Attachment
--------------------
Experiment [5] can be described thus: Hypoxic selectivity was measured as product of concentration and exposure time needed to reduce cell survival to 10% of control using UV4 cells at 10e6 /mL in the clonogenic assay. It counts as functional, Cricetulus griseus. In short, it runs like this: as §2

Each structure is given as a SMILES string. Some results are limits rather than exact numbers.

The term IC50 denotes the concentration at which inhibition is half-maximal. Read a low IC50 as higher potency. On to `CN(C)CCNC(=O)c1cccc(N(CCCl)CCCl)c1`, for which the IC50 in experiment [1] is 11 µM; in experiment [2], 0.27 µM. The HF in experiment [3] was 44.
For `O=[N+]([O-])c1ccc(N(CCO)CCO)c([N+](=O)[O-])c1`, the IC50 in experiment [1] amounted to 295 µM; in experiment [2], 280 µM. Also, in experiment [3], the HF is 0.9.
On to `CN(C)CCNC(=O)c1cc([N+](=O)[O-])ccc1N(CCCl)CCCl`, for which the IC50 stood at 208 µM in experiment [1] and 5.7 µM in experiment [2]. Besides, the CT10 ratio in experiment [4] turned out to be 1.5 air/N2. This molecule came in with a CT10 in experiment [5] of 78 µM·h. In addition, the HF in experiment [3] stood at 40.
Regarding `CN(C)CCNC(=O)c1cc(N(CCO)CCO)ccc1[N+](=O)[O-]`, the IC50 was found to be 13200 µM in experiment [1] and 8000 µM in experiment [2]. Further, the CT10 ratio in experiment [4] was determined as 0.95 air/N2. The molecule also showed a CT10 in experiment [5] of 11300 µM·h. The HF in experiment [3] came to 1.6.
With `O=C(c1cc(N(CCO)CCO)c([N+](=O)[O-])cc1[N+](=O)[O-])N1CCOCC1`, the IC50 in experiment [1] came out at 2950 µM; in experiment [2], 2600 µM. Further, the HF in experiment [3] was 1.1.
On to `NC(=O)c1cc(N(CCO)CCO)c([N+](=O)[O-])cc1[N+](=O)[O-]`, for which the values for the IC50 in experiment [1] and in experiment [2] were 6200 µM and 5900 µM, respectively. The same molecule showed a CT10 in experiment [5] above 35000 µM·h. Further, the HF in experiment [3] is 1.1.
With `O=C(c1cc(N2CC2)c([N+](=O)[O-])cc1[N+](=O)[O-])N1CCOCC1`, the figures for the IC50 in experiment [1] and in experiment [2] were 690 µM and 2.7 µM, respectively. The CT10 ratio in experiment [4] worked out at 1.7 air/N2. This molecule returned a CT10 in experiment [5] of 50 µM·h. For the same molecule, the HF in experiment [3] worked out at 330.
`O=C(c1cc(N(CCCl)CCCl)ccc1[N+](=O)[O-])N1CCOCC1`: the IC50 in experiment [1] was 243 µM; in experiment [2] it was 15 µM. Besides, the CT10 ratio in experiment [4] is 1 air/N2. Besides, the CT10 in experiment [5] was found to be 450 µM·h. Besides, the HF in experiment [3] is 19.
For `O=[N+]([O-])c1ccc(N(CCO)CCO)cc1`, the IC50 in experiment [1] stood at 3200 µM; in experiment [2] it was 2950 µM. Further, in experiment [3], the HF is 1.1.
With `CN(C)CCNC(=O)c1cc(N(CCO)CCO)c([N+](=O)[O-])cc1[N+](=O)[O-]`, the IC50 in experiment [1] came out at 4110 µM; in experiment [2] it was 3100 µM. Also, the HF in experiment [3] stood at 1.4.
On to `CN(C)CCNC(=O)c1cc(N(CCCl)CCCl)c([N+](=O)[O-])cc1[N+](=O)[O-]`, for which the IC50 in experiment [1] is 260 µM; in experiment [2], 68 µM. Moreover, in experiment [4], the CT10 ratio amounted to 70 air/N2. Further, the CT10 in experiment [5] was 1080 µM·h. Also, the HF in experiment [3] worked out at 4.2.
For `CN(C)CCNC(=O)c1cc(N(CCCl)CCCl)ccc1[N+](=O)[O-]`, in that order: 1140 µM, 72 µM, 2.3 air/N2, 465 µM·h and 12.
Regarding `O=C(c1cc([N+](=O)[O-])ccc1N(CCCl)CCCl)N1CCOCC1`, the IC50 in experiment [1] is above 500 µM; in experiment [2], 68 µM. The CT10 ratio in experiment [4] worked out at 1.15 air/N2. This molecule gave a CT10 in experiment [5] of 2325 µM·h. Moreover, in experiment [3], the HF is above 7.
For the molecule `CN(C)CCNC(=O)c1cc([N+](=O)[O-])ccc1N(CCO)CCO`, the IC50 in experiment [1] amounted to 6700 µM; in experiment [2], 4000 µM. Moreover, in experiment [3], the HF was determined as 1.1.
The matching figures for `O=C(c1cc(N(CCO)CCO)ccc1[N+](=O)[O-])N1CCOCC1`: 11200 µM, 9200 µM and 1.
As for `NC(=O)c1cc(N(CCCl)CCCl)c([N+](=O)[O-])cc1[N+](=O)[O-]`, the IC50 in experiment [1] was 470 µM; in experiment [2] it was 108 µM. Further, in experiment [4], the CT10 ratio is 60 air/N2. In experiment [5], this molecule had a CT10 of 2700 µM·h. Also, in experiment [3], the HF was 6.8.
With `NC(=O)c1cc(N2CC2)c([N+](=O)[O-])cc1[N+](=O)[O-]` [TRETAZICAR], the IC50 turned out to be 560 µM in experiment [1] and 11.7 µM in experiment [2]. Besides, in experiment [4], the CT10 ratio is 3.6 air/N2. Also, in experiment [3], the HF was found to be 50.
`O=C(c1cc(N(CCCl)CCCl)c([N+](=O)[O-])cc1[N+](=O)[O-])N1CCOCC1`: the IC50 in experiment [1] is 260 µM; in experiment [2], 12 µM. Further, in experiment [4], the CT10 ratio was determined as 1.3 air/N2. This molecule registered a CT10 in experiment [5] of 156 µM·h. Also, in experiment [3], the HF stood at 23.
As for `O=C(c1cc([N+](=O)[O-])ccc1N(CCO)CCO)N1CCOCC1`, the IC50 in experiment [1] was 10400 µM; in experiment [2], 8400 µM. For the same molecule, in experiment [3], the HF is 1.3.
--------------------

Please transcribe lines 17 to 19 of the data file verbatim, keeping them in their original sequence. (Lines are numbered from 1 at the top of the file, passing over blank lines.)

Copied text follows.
The matching figures for `O=C(c1cc(N(CCO)CCO)ccc1[N+](=O)[O-])N1CCOCC1`: 11200 µM, 9200 µM and 1.
As for `NC(=O)c1cc(N(CCCl)CCCl)c([N+](=O)[O-])cc1[N+](=O)[O-]`, the IC50 in experiment [1] was 470 µM; in experiment [2] it was 108 µM. Further, in experiment [4], the CT10 ratio is 60 air/N2. In experiment [5], this molecule had a CT10 of 2700 µM·h. Also, in experiment [3], the HF was 6.8.
With `NC(=O)c1cc(N2CC2)c([N+](=O)[O-])cc1[N+](=O)[O-]` [TRETAZICAR], the IC50 turned out to be 560 µM in experiment [1] and 11.7 µM in experiment [2]. Besides, in experiment [4], the CT10 ratio is 3.6 air/N2. Also, in experiment [3], the HF was found to be 50.